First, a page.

By Daniel Hunter

UK manufacturers’ expectations for output growth have improved, while firms’ order books showed signs of recovery in June, the Confederation of British Industry (CBI) said today (Thursday).

Of the 459 manufacturers responding to the latest monthly Industrial Trends Survey, 27% expect to increase their volume of output over the course of the next three months, while 19% expect it to fall. Resulting in a rounded balance of +7% marks an improvement on the negative figure recorded in May (-3%), though still below those seen in the early months of the year.

The flow of orders saw an improvement in June, with 17% reporting that order books were above normal. With 28% stating that order levels were below normal, the balance of -11% represents an upturn from last month (-17%) and is above the long-run average (-17%). Likewise, export orders also strengthened with a balance of -4%, well above the long-run average of -21%.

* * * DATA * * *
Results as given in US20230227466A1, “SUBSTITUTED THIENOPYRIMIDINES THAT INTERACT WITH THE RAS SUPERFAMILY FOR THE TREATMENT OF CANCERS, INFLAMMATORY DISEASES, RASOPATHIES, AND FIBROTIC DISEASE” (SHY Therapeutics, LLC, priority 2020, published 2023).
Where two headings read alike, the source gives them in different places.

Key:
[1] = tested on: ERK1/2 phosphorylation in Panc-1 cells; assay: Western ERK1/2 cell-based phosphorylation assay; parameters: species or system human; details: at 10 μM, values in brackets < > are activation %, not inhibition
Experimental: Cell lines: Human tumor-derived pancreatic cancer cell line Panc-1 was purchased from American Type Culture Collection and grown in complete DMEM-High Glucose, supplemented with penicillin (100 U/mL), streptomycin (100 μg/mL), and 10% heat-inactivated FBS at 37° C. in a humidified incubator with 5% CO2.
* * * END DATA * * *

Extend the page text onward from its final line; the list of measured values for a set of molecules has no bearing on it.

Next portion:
Expectations for output price inflation have weakened. A balance of only +2% of firms expect to increase output prices over the next quarter, the lowest balance since November 2011 (+2%).

Stock levels remain under control, with a balance of +16% saying stocks are at least adequate to meet demand, and in line with their long-run average (+14%).

“Despite facing continued instability within the Eurozone, UK manufacturers have seen a modest re-bound in orders from both their domestic and export markets," Ian McCafferty, CBI Chief Economic Adviser, said.

"As a result, firms are expecting output to pick up over the next quarter, although the pace of growth is still expected to be somewhat lower than earlier in the year.”

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